Further evaluation of emerging speech in children with developmental disabilities: Training verbal behaviorThis article explores the idea of functional independence of verbal operants and its implications. Training for different types of verbal operants may be included in language programs, but it’s important to note that context plays a role. A study found that training produced mastery levels for three responses, but generalization across verbal operants was limited. Ongoing evaluation of vocal response function is recommended in training. The article also touches on reinforcement in language training for individuals with developmental disabilities. Understanding the functional independence of verbal operants and the need for ongoing evaluation is crucial.
The Future of Verbal Behavior: IntegrationThis article covers topics related to verbal behavior research, including comprehensive models, TAVB’s role in disseminating information, graduate programs promoting research, and the simultaneous protocol. The author emphasizes collaboration and finding areas of agreement. The article also explores the relationship between verbal behavior development and equivalence class formation, using protocol analysis. The goal is a shared understanding of complex verbal behavior.
The role of joint attention in the verbal behavior development trajectoryThe article explores the significance of joint attention in the development of verbal behavior. Joint attention refers to the shared focus between individuals on an object or event. The study examines how joint attention influences the trajectory of verbal communication skills. It highlights that joint attention plays a crucial role in language acquisition and the development of social communication abilities. The article emphasizes the importance of promoting joint attention in interventions and therapies for individuals with language impairments.
The importance of multiple exemplar instruction in the establishment of novel verbal behaviorThis article highlights the significance of multiple exemplar instruction for developing new verbal behavior. It emphasizes that using various examples and contexts during instruction helps individuals acquire and generalize language skills effectively. The study underscores the crucial role of multiple exemplars in establishing novel verbal behavior.
Generalized verbal behavior increases following a speaker immersion interventionThe article explores the impact of a speaker immersion intervention on generalized verbal behavior. The study finds that individuals who underwent the intervention showed increased levels of generalized verbal behavior. This suggests that the immersion approach effectively enhances a person’s ability to generalize their verbal skills across various contexts. The findings have important implications for improving communication skills and language acquisition strategies.
A review of empirical studies of verbal behaviorThis article provides a comprehensive review of empirical studies on verbal behavior. It examines various research findings and explores different aspects of verbal behavior, such as language acquisition, communication disorders, and the effects of reinforcement on verbal responses. The article highlights the importance of understanding verbal behavior and its underlying mechanisms for educational and clinical purposes.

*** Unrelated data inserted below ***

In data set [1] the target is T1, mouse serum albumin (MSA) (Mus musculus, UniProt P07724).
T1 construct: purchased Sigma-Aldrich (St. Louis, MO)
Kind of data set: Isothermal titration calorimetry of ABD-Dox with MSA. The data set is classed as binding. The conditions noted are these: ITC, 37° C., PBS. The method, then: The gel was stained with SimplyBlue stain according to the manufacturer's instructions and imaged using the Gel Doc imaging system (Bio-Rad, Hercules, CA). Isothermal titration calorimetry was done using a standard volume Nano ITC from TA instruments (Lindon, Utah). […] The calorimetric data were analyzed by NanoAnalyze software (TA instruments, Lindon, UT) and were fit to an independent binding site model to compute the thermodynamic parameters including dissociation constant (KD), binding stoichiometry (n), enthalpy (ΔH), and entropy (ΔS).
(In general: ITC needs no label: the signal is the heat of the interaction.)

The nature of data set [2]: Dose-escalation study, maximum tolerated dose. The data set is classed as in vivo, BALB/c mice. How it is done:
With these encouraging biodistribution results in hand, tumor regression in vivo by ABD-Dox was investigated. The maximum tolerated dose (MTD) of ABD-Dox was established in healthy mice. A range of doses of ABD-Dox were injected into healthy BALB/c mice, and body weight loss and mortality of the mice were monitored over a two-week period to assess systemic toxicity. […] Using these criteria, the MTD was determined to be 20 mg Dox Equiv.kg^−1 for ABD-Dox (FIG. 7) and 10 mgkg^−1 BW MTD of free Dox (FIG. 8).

The ontogenetic evolution of verbal behaviorThe article explores the development of verbal behavior throughout an individual’s life, highlighting its evolutionary aspects. It examines how language skills evolve from infancy to adulthood and how social and environmental factors shape language acquisition. The study emphasizes the importance of understanding the ontogenetic evolution of verbal behavior for enhancing communication skills and addressing language-related disorders.
The benefits of Skinner’s analysis of verbal behavior for children with autismSkinner’s analysis of verbal behavior offers significant advantages for children with autism. This article highlights the benefits, which include improved language skills, enhanced communication abilities, and more effective intervention strategies. By understanding and applying Skinner’s principles, therapists and educators can help children with autism develop crucial communication skills and improve their overall quality of life.
Systematic review of verbal operants in speech generating device research from Skinner’s analysis of verbal behaviorThis article provides a systematic review of research on verbal operants in speech generating devices (SGDs) based on B.F. Skinner’s analysis of verbal behavior. It examines the use of SGDs in facilitating various types of verbal behavior, such as manding (requesting), tacting (naming), and intraverbals (conversational responses). The review highlights the effectiveness of SGDs in promoting functional communication skills in individuals with communication impairments, demonstrating the practical application of Skinner’s analysis in SGD research.

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References and Related Reading

Blair, B. J., & Farros, J. N. (2019). The Duplic and Codic: The Importance of a Consistent Taxonomy of Verbal Behavior. The Analysis of Verbal Behavior, 35(2), 235-244. https://doi.org/10.1007/s40616-019-00114-0

Kelley, M. E., Shillingsburg, M. A., Castro, M. J., Addison, L. R., & LaRue Jr, R. H. (2007). Further evaluation of emerging speech in children with developmental disabilities: Training verbal behavior. Journal of Applied Behavior Analysis40(3), 431-445.

Fienup, D.M. The Future of Verbal Behavior: Integration. Analysis Verbal Behavior 34, 18–23 (2018). https://doi.org/10.1007/s40616-018-0108-z

Harms, G. T. (2020). The role of joint attention in the verbal behavior development trajectory. Columbia University.

LaFrance, D. L., & Tarbox, J. (2020). The importance of multiple exemplar instruction in the establishment of novel verbal behavior. Journal of Applied Behavior Analysis53(1), 10-24.

Naresh, A., Short, M. K., & Fienup, D. M. (2020). Generalized verbal behavior increases following a speaker immersion intervention. The Analysis of Verbal Behavior36, 308-317.

Oah, S. Z., & Dickinson, A. M. (1989). A review of empirical studies of verbal behavior. The Analysis of Verbal Behavior7, 53-68.

Simon, C. (2020). The ontogenetic evolution of verbal behavior. European Journal of Behavior Analysis21(2), 364-381.

Sundberg, M. L., & Michael, J. (2001). The benefits of Skinner’s analysis of verbal behavior for children with autism. Behavior modification25(5), 698-724.

Tincani, M., Miller, J., Lorah, E. R., & Nepo, K. (2020). Systematic review of verbal operants in speech generating device research from Skinner’s analysis of verbal behavior. Perspectives on Behavior Science43, 387-413.